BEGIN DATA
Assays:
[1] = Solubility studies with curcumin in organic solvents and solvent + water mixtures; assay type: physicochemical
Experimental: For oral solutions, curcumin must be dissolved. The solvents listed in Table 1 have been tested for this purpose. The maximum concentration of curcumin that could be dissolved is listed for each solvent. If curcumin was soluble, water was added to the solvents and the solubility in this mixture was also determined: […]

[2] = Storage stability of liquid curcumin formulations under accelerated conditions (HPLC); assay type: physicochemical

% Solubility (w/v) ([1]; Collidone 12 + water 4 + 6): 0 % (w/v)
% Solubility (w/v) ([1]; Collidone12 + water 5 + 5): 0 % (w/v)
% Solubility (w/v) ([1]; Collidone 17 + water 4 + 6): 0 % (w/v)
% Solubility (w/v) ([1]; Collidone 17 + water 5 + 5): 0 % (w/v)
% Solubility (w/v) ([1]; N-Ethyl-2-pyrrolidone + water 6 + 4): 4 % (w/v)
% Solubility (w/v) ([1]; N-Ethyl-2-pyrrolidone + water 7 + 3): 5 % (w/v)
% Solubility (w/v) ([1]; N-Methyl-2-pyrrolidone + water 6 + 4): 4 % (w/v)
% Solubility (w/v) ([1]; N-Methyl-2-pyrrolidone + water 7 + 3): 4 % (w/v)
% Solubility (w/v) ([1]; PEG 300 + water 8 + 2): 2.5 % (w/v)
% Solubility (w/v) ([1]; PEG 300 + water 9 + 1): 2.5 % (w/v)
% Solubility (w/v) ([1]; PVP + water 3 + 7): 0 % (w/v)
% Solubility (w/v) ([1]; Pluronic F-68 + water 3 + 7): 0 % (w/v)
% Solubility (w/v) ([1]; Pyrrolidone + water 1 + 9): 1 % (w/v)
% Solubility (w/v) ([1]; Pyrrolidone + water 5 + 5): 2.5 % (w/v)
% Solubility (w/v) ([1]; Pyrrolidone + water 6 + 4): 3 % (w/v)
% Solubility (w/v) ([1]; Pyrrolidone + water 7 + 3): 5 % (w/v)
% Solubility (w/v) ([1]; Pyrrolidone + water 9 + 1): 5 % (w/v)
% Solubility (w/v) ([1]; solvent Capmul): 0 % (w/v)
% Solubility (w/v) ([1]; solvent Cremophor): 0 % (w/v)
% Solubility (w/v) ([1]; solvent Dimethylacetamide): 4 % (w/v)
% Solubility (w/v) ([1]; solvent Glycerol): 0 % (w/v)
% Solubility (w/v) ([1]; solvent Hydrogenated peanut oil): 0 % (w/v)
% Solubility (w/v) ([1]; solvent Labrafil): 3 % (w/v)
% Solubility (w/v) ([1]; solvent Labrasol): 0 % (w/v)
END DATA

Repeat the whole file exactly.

Assays:
[1] = Solubility studies with curcumin in organic solvents and solvent + water mixtures; assay type: physicochemical
Experimental: For oral solutions, curcumin must be dissolved. The solvents listed in Table 1 have been tested for this purpose. The maximum concentration of curcumin that could be dissolved is listed for each solvent. If curcumin was soluble, water was added to the solvents and the solubility in this mixture was also determined: […]

[2] = Storage stability of liquid curcumin formulations under accelerated conditions (HPLC); assay type: physicochemical

% Solubility (w/v) ([1]; Collidone 12 + water 4 + 6): 0 % (w/v)
% Solubility (w/v) ([1]; Collidone12 + water 5 + 5): 0 % (w/v)
% Solubility (w/v) ([1]; Collidone 17 + water 4 + 6): 0 % (w/v)
% Solubility (w/v) ([1]; Collidone 17 + water 5 + 5): 0 % (w/v)
% Solubility (w/v) ([1]; N-Ethyl-2-pyrrolidone + water 6 + 4): 4 % (w/v)
% Solubility (w/v) ([1]; N-Ethyl-2-pyrrolidone + water 7 + 3): 5 % (w/v)
% Solubility (w/v) ([1]; N-Methyl-2-pyrrolidone + water 6 + 4): 4 % (w/v)
% Solubility (w/v) ([1]; N-Methyl-2-pyrrolidone + water 7 + 3): 4 % (w/v)
% Solubility (w/v) ([1]; PEG 300 + water 8 + 2): 2.5 % (w/v)
% Solubility (w/v) ([1]; PEG 300 + water 9 + 1): 2.5 % (w/v)
% Solubility (w/v) ([1]; PVP + water 3 + 7): 0 % (w/v)
% Solubility (w/v) ([1]; Pluronic F-68 + water 3 + 7): 0 % (w/v)
% Solubility (w/v) ([1]; Pyrrolidone + water 1 + 9): 1 % (w/v)
% Solubility (w/v) ([1]; Pyrrolidone + water 5 + 5): 2.5 % (w/v)
% Solubility (w/v) ([1]; Pyrrolidone + water 6 + 4): 3 % (w/v)
% Solubility (w/v) ([1]; Pyrrolidone + water 7 + 3): 5 % (w/v)
% Solubility (w/v) ([1]; Pyrrolidone + water 9 + 1): 5 % (w/v)
% Solubility (w/v) ([1]; solvent Capmul): 0 % (w/v)
% Solubility (w/v) ([1]; solvent Cremophor): 0 % (w/v)
% Solubility (w/v) ([1]; solvent Dimethylacetamide): 4 % (w/v)
% Solubility (w/v) ([1]; solvent Glycerol): 0 % (w/v)
% Solubility (w/v) ([1]; solvent Hydrogenated peanut oil): 0 % (w/v)
% Solubility (w/v) ([1]; solvent Labrafil): 3 % (w/v)
% Solubility (w/v) ([1]; solvent Labrasol): 0 % (w/v)